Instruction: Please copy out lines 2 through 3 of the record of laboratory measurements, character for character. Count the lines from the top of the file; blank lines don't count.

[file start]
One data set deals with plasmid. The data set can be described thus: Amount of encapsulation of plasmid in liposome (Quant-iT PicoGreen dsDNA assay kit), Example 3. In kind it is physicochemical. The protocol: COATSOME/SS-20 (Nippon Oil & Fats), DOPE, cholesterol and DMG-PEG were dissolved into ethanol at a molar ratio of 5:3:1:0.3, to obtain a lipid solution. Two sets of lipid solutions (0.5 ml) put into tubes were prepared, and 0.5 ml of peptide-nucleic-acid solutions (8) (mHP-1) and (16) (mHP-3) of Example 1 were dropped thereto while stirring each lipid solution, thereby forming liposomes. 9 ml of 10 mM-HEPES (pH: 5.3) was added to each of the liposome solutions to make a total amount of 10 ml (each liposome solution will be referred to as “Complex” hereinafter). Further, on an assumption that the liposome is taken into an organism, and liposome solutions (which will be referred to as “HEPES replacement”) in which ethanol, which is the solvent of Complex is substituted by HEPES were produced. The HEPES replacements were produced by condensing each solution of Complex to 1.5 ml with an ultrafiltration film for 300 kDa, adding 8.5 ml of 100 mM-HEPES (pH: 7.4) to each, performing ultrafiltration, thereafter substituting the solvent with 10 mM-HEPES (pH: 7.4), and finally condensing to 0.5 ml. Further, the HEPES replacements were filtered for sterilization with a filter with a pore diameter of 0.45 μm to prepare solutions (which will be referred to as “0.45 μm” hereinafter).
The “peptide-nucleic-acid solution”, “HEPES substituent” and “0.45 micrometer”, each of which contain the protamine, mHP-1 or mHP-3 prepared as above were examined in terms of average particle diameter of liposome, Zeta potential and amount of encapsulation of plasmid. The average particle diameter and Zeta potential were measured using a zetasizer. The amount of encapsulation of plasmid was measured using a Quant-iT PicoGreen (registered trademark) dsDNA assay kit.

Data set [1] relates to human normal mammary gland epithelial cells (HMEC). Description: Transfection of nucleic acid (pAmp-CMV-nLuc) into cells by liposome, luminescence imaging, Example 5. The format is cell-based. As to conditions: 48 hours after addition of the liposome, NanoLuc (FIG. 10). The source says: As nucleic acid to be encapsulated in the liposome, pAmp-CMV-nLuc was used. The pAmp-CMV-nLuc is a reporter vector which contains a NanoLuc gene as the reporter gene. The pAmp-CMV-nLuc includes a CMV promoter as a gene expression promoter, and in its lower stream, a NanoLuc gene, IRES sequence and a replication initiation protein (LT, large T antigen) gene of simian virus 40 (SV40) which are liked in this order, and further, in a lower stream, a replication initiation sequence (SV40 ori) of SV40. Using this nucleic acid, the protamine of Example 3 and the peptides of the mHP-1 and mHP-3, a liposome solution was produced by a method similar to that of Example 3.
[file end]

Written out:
The “peptide-nucleic-acid solution”, “HEPES substituent” and “0.45 micrometer”, each of which contain the protamine, mHP-1 or mHP-3 prepared as above were examined in terms of average particle diameter of liposome, Zeta potential and amount of encapsulation of plasmid. The average particle diameter and Zeta potential were measured using a zetasizer. The amount of encapsulation of plasmid was measured using a Quant-iT PicoGreen (registered trademark) dsDNA assay kit.

Data set [1] relates to human normal mammary gland epithelial cells (HMEC). Description: Transfection of nucleic acid (pAmp-CMV-nLuc) into cells by liposome, luminescence imaging, Example 5. The format is cell-based. As to conditions: 48 hours after addition of the liposome, NanoLuc (FIG. 10). The source says: As nucleic acid to be encapsulated in the liposome, pAmp-CMV-nLuc was used. The pAmp-CMV-nLuc is a reporter vector which contains a NanoLuc gene as the reporter gene. The pAmp-CMV-nLuc includes a CMV promoter as a gene expression promoter, and in its lower stream, a NanoLuc gene, IRES sequence and a replication initiation protein (LT, large T antigen) gene of simian virus 40 (SV40) which are liked in this order, and further, in a lower stream, a replication initiation sequence (SV40 ori) of SV40. Using this nucleic acid, the protamine of Example 3 and the peptides of the mHP-1 and mHP-3, a liposome solution was produced by a method similar to that of Example 3.